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Tuesday, June 21, 2011

Tom Friedman Suck On This

Before I begin, I have to explain that when I was a bit younger, maybe twenty years ago or so, I used to be a big Tom Friedman fan, largely stemming from his book From Beirut to Jerusalem. My affinity for Friedman started to crumble when I read something from Edward Said, mocking Friedman's tale of dragging his golf clubs through the minefields of Lebanon. Then watching Friedman during the lead up to the Iraq War I left him for dead. By the time Friedman gave his infamous interview on Charlie Rose, explaining the Iraq War as the US justifiably kicking down the collective Arab door and telling them to "suck on this," he was Fonzi on skis. Now I read Matt Taibi's takedowns of Friedman for pure pleasure. And still, Friedman's take on the Israeli-Palestinian conflict is pretty spot on.

Ever since Saturday night I've been trying to figure out how to explain the point I'm about to make. Walking home from the train this evening it hit me.  And here it is.  You ever watch a show on tv and try to guess what happens next in the plot? Well, in my house, your guess only counts if you "go on record." Saying "I was thinking that" or " I was about to say that" only brings derisive laughter.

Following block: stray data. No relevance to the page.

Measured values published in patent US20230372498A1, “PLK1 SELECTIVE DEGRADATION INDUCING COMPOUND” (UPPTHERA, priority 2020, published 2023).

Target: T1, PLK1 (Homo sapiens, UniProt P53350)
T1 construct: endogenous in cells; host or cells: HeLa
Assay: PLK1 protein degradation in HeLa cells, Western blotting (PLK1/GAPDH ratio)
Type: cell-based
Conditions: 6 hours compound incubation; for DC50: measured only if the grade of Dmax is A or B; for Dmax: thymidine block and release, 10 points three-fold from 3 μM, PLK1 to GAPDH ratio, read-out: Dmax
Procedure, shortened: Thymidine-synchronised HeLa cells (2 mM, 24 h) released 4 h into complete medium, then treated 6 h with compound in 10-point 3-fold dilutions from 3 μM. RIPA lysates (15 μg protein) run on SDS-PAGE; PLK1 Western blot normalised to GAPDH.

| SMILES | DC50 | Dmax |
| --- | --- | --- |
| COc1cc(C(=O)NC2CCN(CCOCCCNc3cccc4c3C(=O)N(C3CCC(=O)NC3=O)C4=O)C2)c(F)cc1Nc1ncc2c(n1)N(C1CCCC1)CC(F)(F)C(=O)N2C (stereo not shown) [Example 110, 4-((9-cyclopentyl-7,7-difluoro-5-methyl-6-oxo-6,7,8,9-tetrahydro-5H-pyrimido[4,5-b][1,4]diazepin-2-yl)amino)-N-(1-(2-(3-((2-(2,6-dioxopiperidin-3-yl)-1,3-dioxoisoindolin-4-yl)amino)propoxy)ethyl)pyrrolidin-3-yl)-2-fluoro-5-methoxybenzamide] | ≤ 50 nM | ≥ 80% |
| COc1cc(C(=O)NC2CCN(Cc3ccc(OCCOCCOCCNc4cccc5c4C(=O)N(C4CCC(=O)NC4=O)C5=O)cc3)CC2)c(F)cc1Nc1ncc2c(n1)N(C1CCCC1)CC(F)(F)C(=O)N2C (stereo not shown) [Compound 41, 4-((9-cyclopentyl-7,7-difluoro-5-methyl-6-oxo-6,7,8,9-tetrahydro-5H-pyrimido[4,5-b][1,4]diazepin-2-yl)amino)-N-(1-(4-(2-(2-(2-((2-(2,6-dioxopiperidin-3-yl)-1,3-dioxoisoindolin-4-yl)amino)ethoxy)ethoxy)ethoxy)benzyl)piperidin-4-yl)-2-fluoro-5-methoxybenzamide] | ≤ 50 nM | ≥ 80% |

So back to Saturday night. As I was waiting for the previews to begin for the 9:20 p.m. showing of Midnight in Paris, I received an email with the link to Tom Friedman's Sunday NY Times article proposing a new approach to the Israeli-Palestinian conflict. In his column, Friedman suggested an update of UN Resolution 181, which would recognize a Palestinian state within the 1967 borders modified by mutually agreed upon land swaps and reaffirm the UN's recognition of Israel as a Jewish state.

Along with the link to Friedman's article, my emailing correspondent wrote: "Tom Friedman advocates the exact the same plan as yours." I instantly knew what he meant. So I clicked on the link and began thinking how I would write this post. You see Friedman had just published his op-ed putting forth the very same idea as I had put down in an email just two weeks before, using substantially the same language. And no, I'm not suggesting he saw my email.

When I linked to Friedman's column on Monday I still didn't know how or whether I would write about this. After all, I hadn't exactly gone on record, at least not on my own blog. On the other hand I had put it in an email. On Monday I posted a couple paragaphs from Friedman, said I liked the idea, and hinted there was more to come. Finally, I decided to just copy and paste my email here and leave it at that. First, however, here once again are the excerpts from Friedman's column:
If the Palestinians want to take this whole problem back to where it started — the U.N. — I say let’s do it. But let’s think much bigger and with more imagination.
On Nov. 29, 1947, the U.N. passed General Assembly Resolution 181, partitioning Palestine into two homes for two peoples — described as “Independent Arab and Jewish States.” This is important. That is exactly how Resolution 181 described the desired outcome of partition: an “Arab” state next to a “Jewish” state.